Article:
There are some jobs in New Jersey and the United States as a whole that appear inherently more dangerous than others. For example, the use of heavy machinery and heavy lifting in construction makes it an obvious workplace for employees injured by equipment, electric shocks, improper use of tools, and manual lifting or pushing.
Similarly, the dangers of working in a restaurant or other hospitality setting are readily apparent. There are slick floors, spilled beverages, and a lot of time standing. The longer a waitress or waiter is on a shift, the greater increase there is in employees injured by slips and falls. Finally, we can look to firefighters and police officers as brave individuals taking on a job with evident dangers. These first responders are thrown into chaotic and dangerous situations as part of their job description.
These Surprising Jobs Have a High Number of Injured Employees
On the other hand, there are some professions in New Jersey where the number of employees injured at work seems inconsistent with the job description. You may not think of nursing and in-home care as particularly dangerous careers, but in fact, healthcare professionals have one of the highest rates of injury in the United States according to the Occupational Safety and Health Administration (OSHA).
Another career that is high on the list of employees injured each year is taxi drivers and chauffeurs. These professional drivers don’t have some of the typical risks found in an office space of manufacturing facility …Read More
Most Frequent Construction Injuries on New Jersey Job Sites
Workplace injuries can occur in any environment or location. There are nearly four million nonfatal work injuries in the United States every year, and they happened across all industries, locations, and level of severity. Even employees who work in office buildings and spend most of the workday at a desk are susceptible to repetitive motion injuries, trips, falls, and electric shock.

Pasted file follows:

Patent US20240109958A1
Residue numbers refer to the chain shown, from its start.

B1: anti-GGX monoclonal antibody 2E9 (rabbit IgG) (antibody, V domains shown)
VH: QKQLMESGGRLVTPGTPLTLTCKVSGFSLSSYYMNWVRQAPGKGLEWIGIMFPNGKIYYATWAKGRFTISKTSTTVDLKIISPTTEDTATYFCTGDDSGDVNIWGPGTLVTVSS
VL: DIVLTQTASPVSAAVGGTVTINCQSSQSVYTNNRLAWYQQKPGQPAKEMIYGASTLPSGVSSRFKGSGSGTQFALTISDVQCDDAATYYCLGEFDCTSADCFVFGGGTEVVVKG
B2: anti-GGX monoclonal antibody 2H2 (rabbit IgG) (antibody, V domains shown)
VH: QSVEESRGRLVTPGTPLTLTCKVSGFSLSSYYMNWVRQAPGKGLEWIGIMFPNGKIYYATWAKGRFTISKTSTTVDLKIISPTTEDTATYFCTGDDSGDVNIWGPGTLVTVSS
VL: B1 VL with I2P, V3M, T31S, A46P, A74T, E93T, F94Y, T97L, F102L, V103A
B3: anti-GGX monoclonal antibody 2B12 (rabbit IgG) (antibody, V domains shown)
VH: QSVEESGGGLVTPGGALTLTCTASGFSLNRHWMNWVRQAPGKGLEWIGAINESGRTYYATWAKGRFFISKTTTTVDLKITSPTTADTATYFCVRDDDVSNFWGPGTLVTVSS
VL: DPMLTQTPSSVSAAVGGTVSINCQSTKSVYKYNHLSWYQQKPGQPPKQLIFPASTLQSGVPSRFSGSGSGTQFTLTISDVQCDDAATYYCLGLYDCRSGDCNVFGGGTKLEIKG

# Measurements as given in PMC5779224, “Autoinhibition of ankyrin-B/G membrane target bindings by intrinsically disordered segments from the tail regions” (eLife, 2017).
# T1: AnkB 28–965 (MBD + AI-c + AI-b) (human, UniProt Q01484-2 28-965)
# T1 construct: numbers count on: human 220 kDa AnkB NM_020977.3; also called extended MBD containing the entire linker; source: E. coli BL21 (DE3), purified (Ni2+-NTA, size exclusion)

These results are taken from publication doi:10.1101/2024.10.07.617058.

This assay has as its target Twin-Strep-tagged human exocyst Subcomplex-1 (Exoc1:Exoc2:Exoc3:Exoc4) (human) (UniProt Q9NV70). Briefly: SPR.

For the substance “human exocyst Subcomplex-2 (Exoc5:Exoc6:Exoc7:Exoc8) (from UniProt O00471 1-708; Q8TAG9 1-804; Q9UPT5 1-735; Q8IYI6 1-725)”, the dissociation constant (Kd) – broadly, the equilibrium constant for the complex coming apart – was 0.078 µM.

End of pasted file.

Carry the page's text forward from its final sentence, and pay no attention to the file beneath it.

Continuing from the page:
One industry with an inordinate number of injuries is construction. Construction workers in New Jersey are exposed to some obvious, and serious, risks. Job sites require the use of heavy equipment and machinery. Employees must manage working from heights and using ladders. Heavy, bulky objects and materials must be transported, often through human labor.
These risks, and others place construction sites squarely at the top of many reports that look at dangerous work environments.
What Is Being Done to Prevent Construction Injuries?
In New Jersey, state and federal regulations and recommendations try to address the safety concerns on construction sites. The Occupational Safety and Health Administration (OSHA) releases standards for construction sites across the country. There are best practices, requirements to wear personal protection equipment, and strict company polices.
Accidents still happen in the state. These can occur because of a failure to follow proper procedure, mishandling of materials, inappropriate operation of equipment, lack of training, and employee fatigue – just as examples. The most common injuries are serious, and construction still has more employee deaths than any other …Read More